A firestorm of publicity has ignited in Arizona after Governor Jan Brewer signed an executive order that would prevent newly “waivered” illegal immigrants from receiving any taxpayer funds that are allotted for citizens. The executive order preempts details in President Obama’s executive order that gives the so-called “dreamers” (illegals under 30 who have completed some educational program) a two-year window to stop their deportation process and obtain a work permit.
Two-years ago Washington DC lawmakers battled and failed to pass the DREAM Act. The act would have given children in the country illegally a pathway to citizenship. Along with that new legal status guardians could begin collecting taxpayer benefits, like housing subsidies, food stamps and college grants typically reserved for citizens. Another reason that held up the DREAM Act is America’s stubbornly high unemployment and sluggish economic recovery.
However, in an effort to gain political favor, President Obama decided to grant temporary legal status for upwards of one million people. The executive order, Deferred Action for Childhood Arrivals, began taking applications yesterday and is expected to process approximately 1,000 claims per day.
Nevertheless, Mr. Obama may have underestimated Arizona’s tenacious governor as she signed her own executive order protecting state residents and their pocketbooks. Brewer’s prickly relationship with President Obama is well documented and she said the new waiver program was nothing more than “backdoor amnesty.”
The governor also directed state lawmakers to begin the emergency-rule making process ensuring Arizona officials do not issue driver’s licenses, state identification cards or other public benefits.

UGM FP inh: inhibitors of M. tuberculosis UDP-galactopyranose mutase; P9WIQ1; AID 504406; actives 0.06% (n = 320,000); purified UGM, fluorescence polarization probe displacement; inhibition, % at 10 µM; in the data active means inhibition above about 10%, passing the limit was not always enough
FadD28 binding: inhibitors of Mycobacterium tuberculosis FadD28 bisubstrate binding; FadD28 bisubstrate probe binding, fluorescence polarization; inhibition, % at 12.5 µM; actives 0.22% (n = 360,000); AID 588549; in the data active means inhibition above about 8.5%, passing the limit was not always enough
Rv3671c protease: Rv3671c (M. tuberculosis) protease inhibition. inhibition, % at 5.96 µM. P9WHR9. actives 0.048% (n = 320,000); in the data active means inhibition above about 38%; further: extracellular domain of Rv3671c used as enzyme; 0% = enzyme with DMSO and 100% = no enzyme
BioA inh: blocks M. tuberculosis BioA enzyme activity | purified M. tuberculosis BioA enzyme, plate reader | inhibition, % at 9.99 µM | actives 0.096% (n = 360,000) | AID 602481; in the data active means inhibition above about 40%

The executive order explains the added financial burden of 80,000 “newly” waivered applicants would cost millions of dollars. “Allowing more than an estimated 80,000 Deferred Action recipients improper access to state or local benefits, including state issued identification, by presenting a USCIS employment authorization document that does not evidence lawful, authorized status or presence will have significant and lasting impacts on the Arizona budget, its health care system and additional public benefits that Arizona taxpayers fund,” a portion of the order read.
The ACLU swiftly responded to Governor Brewer’s executive order.
“This is yet another reason why Arizona has no business trying to regulate immigration matters,” said the Arizona ACLU Executive Director Alessandra Soler. “Brewer is distorting federal law and inaccurately interpreting state law. This order conflicts with state and federal law because people who are granted deferred action will, in fact, have authorized presence in the United States and under Arizona law people who have authorized presence are eligible to apply for Arizona state identification. She is perpetuating the myth that deferred action applicants are somehow submitting fraudulent documents and that is completely false.”
The governor cites controversial SB1070 law as precedent and reminded critics that voters overwhelmingly passed the illegal immigration measure including the parts the Supreme Court upheld in June.
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